Friday, December 11, 2015

Goodbye Stranger by Rebecca Stead

Goodbye Stranger is in the running for a Newberry medal and I certainly can see why.  Classified as a middle grade novel, the story unfolds from three points of view.  Bridge and Sherm, both students in junior high, take turns revealing their story in alternating chapters.  However, every now and then a third person adds to the story, but we are not told who the the speaker is. Bridge survived being hit by a car at a younger age and when she was in hospital a nurse said to her that she had survived for a reason.  Bridge is perplexed as to what that reason might be. Her two best friends, Tab and Emily, play an important role in the story and readers will relate to the situations each of the girls experience as they make their way through the seventh grade.
So much happens in this book. Really! Em is a talented athlete and singer who is interested in an older (8th grade) boy. Em and her friend Patrick share selfies with each other, but as you can guess, suddenly Em’s selfie is shared far and wide. Tab is enamored with her feminist teacher Ms. Berman who becomes known as The Berperson. Sherm’s grandfather leaves his grandmother after a very long marriage and Sherm has difficulty with the family dynamics.  Our unknown author skips school and hides out a coffee shop owned by Bridge’s Dad. Bridge’s brother Jamie is constantly in some challenge or dare with his friend Alex. Bridge connects many of the characters in the story (good choice for her name) and is relied on by her friends. Bridge seems like a very typical middle school girl, except she wears a cat ears headband to school every day.
Oh . . . and the three girls have pledged to never fight.  Middle school girls . . . who cannot have fights . . . even when they are really annoyed with each other.
The title is intriguing as well. Sherm asks, “Is the new you the stranger? Or is the stranger the person you leave behind?”
I really enjoyed this book! The author had me thinking as to who the third voice was and how it connected to the rest of the story.  I liked the characters and could connect with them and their experiences. As I often do, I then went to Goodreads to read other reviews.  I recommend that you do so also, but read the book first.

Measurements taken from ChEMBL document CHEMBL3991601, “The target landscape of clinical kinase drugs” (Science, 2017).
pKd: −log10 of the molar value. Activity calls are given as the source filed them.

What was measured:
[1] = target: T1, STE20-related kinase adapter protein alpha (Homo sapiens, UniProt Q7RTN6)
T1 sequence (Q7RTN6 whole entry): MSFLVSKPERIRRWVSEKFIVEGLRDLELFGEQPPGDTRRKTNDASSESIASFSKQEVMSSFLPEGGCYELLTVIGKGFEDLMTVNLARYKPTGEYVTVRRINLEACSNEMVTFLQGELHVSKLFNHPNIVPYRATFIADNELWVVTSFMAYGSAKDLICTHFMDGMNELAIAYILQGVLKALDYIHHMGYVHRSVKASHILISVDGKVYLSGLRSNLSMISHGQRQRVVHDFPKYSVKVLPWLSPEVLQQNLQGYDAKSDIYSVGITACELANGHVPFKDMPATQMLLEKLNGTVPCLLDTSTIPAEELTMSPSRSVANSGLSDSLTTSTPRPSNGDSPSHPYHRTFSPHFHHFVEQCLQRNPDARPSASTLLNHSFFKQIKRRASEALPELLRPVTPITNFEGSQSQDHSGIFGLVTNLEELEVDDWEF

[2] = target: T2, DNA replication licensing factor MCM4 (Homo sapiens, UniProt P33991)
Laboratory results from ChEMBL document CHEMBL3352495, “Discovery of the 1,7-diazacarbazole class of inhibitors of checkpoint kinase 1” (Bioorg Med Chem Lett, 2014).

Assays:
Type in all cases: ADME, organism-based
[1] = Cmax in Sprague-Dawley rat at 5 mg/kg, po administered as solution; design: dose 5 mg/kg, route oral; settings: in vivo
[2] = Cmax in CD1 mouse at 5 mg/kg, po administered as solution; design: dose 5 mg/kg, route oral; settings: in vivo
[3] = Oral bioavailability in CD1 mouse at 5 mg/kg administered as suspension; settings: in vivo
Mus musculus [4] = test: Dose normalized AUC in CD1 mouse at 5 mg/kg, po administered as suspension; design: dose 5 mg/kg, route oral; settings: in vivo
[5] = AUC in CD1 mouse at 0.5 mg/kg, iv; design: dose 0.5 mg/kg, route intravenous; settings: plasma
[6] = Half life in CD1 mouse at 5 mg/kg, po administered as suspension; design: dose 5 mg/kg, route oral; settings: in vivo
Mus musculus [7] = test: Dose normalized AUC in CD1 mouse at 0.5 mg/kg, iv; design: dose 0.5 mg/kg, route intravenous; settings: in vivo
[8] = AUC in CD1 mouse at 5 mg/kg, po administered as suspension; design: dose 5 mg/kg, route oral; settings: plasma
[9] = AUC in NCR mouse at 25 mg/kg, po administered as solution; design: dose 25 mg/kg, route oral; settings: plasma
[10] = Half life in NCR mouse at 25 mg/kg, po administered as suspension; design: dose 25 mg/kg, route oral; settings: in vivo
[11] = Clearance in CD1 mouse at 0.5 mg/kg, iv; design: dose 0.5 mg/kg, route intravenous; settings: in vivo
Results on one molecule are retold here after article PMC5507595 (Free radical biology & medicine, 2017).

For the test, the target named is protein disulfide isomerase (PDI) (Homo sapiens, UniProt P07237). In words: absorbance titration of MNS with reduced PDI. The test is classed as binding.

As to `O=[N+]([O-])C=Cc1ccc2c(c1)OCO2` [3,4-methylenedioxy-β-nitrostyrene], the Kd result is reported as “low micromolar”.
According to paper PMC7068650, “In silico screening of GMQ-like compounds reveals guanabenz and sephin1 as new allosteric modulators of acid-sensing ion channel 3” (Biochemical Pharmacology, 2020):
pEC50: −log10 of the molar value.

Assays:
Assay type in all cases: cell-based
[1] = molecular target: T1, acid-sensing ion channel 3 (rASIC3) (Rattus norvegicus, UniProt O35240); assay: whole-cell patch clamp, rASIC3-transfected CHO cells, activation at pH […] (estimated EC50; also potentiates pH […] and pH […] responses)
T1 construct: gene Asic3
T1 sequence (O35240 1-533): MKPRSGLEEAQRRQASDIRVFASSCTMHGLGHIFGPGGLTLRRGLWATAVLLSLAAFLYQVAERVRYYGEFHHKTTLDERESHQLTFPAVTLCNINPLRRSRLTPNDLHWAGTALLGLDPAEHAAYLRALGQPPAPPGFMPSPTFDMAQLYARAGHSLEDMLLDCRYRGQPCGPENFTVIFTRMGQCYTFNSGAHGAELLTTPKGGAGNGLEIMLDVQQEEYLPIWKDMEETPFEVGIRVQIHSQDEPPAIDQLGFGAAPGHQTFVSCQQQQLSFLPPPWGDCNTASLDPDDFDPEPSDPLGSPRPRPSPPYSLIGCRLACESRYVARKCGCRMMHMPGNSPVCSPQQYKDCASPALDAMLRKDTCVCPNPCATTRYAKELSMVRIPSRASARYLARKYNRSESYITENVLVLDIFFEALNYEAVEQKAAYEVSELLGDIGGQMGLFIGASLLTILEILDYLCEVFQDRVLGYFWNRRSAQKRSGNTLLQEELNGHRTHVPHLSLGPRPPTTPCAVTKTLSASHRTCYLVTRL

One reviewer stated that this was really a book written for adults masquerading as a middle school novel. 
I read as much, if not more, young adult and MY literature than adult literature. I like it. I like making recommendations.  The reviewer has made me think. I rate this book very high, but would middle schoolers do the same? The publisher rates it for ages 10 and up and I do think it appeals to an older audience not 10-year olds.  Young readers may miss much of what is happening in the story and the back story.  The book has the potential for a great book club discussion.  It certainly has diversity, but it is not front and centre.  Bridge talks about her Armenien family; Tabitha’s family is Hindu, and Sherm’s Italian family live together as several generations. Will student readers recognize the family expectations that have shaped the young characters?  The selfie sharing certainly provides opportunity for discussion on internet safety. The many ups and downs in the relationships among the characters also provide much for discussion purposes. I think young readers will simply enjoy the story as it unfolds.
So is Goodbye Stranger written for adults or youth? Does it matter?
I am off to find a middle schooler who has read the book so we can have a discussion. I will let you know what kind of feedback I receive.

If you are looking for a book trailer for Goodbye Stranger, I recommend this one.

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